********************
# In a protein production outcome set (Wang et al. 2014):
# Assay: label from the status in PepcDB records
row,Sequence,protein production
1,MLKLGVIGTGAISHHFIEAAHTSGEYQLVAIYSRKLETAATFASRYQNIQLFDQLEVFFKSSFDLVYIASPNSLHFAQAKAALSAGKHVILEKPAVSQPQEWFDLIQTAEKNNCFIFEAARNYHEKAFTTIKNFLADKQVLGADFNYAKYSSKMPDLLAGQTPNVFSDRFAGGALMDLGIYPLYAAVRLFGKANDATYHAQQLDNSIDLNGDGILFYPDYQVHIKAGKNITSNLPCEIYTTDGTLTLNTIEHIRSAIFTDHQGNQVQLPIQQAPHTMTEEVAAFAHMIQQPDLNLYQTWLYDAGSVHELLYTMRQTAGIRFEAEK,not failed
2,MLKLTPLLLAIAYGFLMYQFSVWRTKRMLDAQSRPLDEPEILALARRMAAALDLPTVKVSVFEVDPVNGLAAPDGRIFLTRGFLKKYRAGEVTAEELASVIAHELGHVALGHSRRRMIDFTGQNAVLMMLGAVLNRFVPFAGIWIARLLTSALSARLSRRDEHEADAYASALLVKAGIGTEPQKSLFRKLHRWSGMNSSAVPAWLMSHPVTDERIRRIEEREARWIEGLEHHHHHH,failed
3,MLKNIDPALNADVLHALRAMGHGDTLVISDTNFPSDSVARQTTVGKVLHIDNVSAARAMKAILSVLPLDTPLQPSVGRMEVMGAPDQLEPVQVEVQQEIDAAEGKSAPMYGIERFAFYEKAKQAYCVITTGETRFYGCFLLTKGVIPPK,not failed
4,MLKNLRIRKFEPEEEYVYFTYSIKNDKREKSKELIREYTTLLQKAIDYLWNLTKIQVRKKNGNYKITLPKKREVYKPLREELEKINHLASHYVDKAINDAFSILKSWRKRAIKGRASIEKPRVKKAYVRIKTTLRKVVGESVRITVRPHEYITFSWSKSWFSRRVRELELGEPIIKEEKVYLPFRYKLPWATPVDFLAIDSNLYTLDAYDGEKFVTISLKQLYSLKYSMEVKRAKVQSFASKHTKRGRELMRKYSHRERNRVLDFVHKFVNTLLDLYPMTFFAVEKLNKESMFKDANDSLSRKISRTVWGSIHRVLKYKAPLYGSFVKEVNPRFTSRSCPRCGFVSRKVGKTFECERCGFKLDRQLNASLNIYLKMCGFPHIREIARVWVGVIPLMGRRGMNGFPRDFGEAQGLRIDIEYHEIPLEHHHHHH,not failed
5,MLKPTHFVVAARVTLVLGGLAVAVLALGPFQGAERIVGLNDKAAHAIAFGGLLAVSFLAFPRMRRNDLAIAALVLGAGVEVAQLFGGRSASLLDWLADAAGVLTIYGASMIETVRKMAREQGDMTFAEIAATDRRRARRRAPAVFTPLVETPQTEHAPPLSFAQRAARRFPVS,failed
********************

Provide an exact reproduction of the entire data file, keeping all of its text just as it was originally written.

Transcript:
# In a protein production outcome set (Wang et al. 2014):
# Assay: label from the status in PepcDB records
row,Sequence,protein production
1,MLKLGVIGTGAISHHFIEAAHTSGEYQLVAIYSRKLETAATFASRYQNIQLFDQLEVFFKSSFDLVYIASPNSLHFAQAKAALSAGKHVILEKPAVSQPQEWFDLIQTAEKNNCFIFEAARNYHEKAFTTIKNFLADKQVLGADFNYAKYSSKMPDLLAGQTPNVFSDRFAGGALMDLGIYPLYAAVRLFGKANDATYHAQQLDNSIDLNGDGILFYPDYQVHIKAGKNITSNLPCEIYTTDGTLTLNTIEHIRSAIFTDHQGNQVQLPIQQAPHTMTEEVAAFAHMIQQPDLNLYQTWLYDAGSVHELLYTMRQTAGIRFEAEK,not failed
2,MLKLTPLLLAIAYGFLMYQFSVWRTKRMLDAQSRPLDEPEILALARRMAAALDLPTVKVSVFEVDPVNGLAAPDGRIFLTRGFLKKYRAGEVTAEELASVIAHELGHVALGHSRRRMIDFTGQNAVLMMLGAVLNRFVPFAGIWIARLLTSALSARLSRRDEHEADAYASALLVKAGIGTEPQKSLFRKLHRWSGMNSSAVPAWLMSHPVTDERIRRIEEREARWIEGLEHHHHHH,failed
3,MLKNIDPALNADVLHALRAMGHGDTLVISDTNFPSDSVARQTTVGKVLHIDNVSAARAMKAILSVLPLDTPLQPSVGRMEVMGAPDQLEPVQVEVQQEIDAAEGKSAPMYGIERFAFYEKAKQAYCVITTGETRFYGCFLLTKGVIPPK,not failed
4,MLKNLRIRKFEPEEEYVYFTYSIKNDKREKSKELIREYTTLLQKAIDYLWNLTKIQVRKKNGNYKITLPKKREVYKPLREELEKINHLASHYVDKAINDAFSILKSWRKRAIKGRASIEKPRVKKAYVRIKTTLRKVVGESVRITVRPHEYITFSWSKSWFSRRVRELELGEPIIKEEKVYLPFRYKLPWATPVDFLAIDSNLYTLDAYDGEKFVTISLKQLYSLKYSMEVKRAKVQSFASKHTKRGRELMRKYSHRERNRVLDFVHKFVNTLLDLYPMTFFAVEKLNKESMFKDANDSLSRKISRTVWGSIHRVLKYKAPLYGSFVKEVNPRFTSRSCPRCGFVSRKVGKTFECERCGFKLDRQLNASLNIYLKMCGFPHIREIARVWVGVIPLMGRRGMNGFPRDFGEAQGLRIDIEYHEIPLEHHHHHH,not failed
5,MLKPTHFVVAARVTLVLGGLAVAVLALGPFQGAERIVGLNDKAAHAIAFGGLLAVSFLAFPRMRRNDLAIAALVLGAGVEVAQLFGGRSASLLDWLADAAGVLTIYGASMIETVRKMAREQGDMTFAEIAATDRRRARRRAPAVFTPLVETPQTEHAPPLSFAQRAARRFPVS,failed